Splitting of primes in the compositum of fields

If $L_i/K$ are Galois extensions of number fields, $i=1,\ldots,n$, and $L=L_1\cdots L_n$ is the compositum. Then it’s true that a prime $\mathfrak{p}$ of $K$ splits in $L$ if and only if it splits in all of $L_i$. Does this also hold if the $L_i$ are not Galois extensions of $K$?

The proof that I know regarding the compositum uses the fact that the $L_i/K$ are Galois, so is this true in the more general setting and how would one prove it?

Solutions Collecting From Web of "Splitting of primes in the compositum of fields"

This holds always. QiL posted a local solution, and explained that one direction is trivial. For the other direction I would argue as follows using basic facts about the decomposition groups. Let $E/K$ be a normal closure of $L/K$, and write $G=Gal(E/K)$, $G_i=Gal(E/L_i)\le G$ and $H=Gal(E/L)$. Let $\mathfrak{P}$ be any prime ideal of $E$ above $\mathfrak{p}$, and let
=\{\sigma\in G\mid \sigma(\mathfrak{P})=\mathfrak{P}\}\le G$$
be the decomposition group. It is known that if $M$ is any intermediate field, and $\mathfrak{p}_M=\mathfrak{P}\cap M$, then
$e(\mathfrak{p}_M\mid\mathfrak{p})=f(\mathfrak{p}_M\mid\mathfrak{p})=1$ if and only if
$M$ is contained in the decomposition field $Inv(D)$, or equivalently $D\le Gal(E/M)$.

By our assumption this is true, whenever $M$ is one of the fields $L_i$. Therefore $D\le G_i$
for all $i$. Thus also $D\le H=\cap_i G_i$. Applying the above result in the opposite direction tells us then that for the prime ideal $\mathfrak{p}'=\mathfrak{P}\cap L$ we have $e(\mathfrak{p}'\mid\mathfrak{p})=f(\mathfrak{p}'\mid\mathfrak{p})=1$. All the prime
ideals $\mathfrak{p}'$ of $L$ above $\mathfrak{p}$ are gotten in this way, so the claim follows.

With basic facts about decomposition groups in place this is more or less a tautology, so I don’t know, if this answer is useful 🙁

It is true in general. A trivial direction is if $\mathfrak p$ splits in $L/K$, then it splits in any sub-extension because the spliting means unramified and no residue extensions. In particular $\mathfrak p$ splits in all $L_i$’s.

Suppose now that $\mathfrak p$ splits in all $L_i$. Without lose of generalities, we can suppose $n=2$. As the problem is local at $\mathfrak p$, we can localize and suppose $K$ is a discrete valuation field (you can stick to number fields if you prefer). Denote by $O_K$ the valuation ring of $K$ and by $O_{L_i}$ the integral closure of $O_K$ in $L_i$. Let $\pi$ be a uniformizing element of $O_K$. By hypothesis $O_{L_i}/(\pi)$ is a direct sum of copies of $k$, the residue field of $K$.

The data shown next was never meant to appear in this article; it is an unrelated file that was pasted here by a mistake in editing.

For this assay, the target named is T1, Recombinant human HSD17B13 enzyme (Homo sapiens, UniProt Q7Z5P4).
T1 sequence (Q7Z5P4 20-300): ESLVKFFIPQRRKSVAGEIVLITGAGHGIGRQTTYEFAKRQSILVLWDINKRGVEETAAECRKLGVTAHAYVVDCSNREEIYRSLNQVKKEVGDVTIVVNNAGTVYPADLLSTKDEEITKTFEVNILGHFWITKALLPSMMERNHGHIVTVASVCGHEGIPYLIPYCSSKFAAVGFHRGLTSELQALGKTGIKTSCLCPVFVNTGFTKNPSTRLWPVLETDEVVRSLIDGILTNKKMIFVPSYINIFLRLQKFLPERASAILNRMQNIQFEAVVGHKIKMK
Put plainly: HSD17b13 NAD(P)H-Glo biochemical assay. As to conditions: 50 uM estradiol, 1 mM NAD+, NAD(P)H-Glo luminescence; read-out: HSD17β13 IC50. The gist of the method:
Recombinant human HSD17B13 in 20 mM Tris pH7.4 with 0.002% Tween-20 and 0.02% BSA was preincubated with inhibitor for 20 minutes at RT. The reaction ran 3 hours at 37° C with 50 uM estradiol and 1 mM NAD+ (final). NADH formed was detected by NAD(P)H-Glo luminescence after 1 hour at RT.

Consider the tensor product $A=O_{L_1}\otimes O_{L_2}$ over $O_K$. Its generic fiber $A\otimes K$ is $L_1\otimes_K L_2$ and is reduced because $L_i/K$ is separable. And $A/\pi A=O_{L_1}/(\pi) \otimes_k O_{L_2}/(\pi)$ is a direct sum of copies of $k$.
I claim that $O_L$ is a quotient of $A$. This will imply that $O_L/(\pi)$ is a direct sum of copies of $k$ hence $\mathfrak p$ splits in $L$.

Proof of the claim. Consider the canonical map
$$f : A\otimes K=L_1\otimes L_2\to L, \quad x_1\otimes x_2\mapsto x_1x_2.$$
The image $f(A)$ is a subring of $L$, finite over $O_K$ because $A$ is finite over $O_K$. Hence $f(A)\subseteq O_L$. Moreover $f(A)/(\pi)$ is a quotient of $A/\pi A$, so it is a direct sum of copies of $k$. In particular $O_K$ is unramified in $f(A)$, so $f(A)$ is regular hence equal to $O_L$.

If I understand the question correctly the answer should be no.

Using magma I verified the following facts:

$(5)$ splits in the splitting field of $x^3-2$ over $\mathbb{Q}$ (it is the product of 3 distinct prime ideals) but it is inert in $\mathbb{Q}(\zeta_3)$. Since $split(x^3-2)=\mathbb{Q}(\sqrt[3]{2}) \mathbb{Q}(\zeta_3)$ where $\mathbb{Q}(\sqrt[3]{2})$ is not a Galois-extension this should yield a counterexample.

Edit: After thinking a bit about the question I realized you probably meant “splits completely”. So far I have not been able to construct a counterexample for this case

A simple way to see this is that if p splits completely in an extension then it splits completely in the normal closure of that extension. The result then follows easily.